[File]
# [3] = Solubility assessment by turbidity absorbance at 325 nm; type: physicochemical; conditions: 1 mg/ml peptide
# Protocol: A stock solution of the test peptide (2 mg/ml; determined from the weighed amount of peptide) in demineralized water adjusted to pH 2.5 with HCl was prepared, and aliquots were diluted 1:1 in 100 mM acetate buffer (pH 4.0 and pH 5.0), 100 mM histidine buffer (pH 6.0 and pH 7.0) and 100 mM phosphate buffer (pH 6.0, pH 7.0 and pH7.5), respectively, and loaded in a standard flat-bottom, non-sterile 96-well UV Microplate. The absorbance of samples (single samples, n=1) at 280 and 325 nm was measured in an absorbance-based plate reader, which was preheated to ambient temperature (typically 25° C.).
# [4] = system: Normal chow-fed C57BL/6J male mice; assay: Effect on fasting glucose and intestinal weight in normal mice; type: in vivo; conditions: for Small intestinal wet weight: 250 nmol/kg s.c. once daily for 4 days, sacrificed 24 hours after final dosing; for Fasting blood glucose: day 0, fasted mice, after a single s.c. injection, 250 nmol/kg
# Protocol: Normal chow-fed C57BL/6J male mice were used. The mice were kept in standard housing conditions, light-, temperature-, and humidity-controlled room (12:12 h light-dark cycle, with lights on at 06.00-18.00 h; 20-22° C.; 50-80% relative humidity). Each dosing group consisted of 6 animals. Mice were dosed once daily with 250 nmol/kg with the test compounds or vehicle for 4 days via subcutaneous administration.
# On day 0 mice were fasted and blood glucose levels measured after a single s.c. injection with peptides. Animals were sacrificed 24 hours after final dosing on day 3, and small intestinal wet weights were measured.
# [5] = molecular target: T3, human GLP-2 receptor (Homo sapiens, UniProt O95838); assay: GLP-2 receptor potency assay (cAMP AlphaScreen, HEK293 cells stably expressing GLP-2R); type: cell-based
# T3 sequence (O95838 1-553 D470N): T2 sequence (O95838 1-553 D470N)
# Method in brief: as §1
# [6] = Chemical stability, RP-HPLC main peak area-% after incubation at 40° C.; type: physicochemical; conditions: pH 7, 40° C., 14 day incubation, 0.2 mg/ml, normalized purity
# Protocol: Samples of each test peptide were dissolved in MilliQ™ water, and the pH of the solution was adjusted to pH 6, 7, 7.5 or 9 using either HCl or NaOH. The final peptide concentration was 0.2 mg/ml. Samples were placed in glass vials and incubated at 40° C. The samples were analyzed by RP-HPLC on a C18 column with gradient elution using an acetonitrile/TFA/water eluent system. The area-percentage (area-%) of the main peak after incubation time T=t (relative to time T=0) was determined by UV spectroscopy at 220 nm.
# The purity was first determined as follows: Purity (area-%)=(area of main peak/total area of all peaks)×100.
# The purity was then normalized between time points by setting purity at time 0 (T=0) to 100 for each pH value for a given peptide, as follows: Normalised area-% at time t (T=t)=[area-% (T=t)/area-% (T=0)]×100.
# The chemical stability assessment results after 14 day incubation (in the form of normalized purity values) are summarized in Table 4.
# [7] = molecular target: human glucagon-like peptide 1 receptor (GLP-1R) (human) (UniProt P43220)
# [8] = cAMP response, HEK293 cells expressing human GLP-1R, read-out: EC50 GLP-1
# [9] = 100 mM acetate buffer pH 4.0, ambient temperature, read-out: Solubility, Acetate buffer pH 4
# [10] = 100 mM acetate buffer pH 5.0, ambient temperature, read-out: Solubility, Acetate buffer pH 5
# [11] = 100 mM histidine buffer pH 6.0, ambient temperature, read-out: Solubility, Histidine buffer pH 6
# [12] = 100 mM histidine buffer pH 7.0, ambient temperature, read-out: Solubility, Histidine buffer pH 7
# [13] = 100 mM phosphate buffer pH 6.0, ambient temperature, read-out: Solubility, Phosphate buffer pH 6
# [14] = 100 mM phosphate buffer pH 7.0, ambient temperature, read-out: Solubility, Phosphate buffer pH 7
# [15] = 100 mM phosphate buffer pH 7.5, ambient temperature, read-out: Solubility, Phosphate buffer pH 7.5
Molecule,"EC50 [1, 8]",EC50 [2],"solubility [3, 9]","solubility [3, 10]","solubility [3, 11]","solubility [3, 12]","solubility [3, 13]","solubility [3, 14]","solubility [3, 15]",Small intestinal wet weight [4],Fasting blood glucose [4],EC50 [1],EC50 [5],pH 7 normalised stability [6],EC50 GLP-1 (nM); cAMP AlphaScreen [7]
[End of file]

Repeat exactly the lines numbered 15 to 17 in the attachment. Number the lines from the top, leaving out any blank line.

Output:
# [8] = cAMP response, HEK293 cells expressing human GLP-1R, read-out: EC50 GLP-1
# [9] = 100 mM acetate buffer pH 4.0, ambient temperature, read-out: Solubility, Acetate buffer pH 4
# [10] = 100 mM acetate buffer pH 5.0, ambient temperature, read-out: Solubility, Acetate buffer pH 5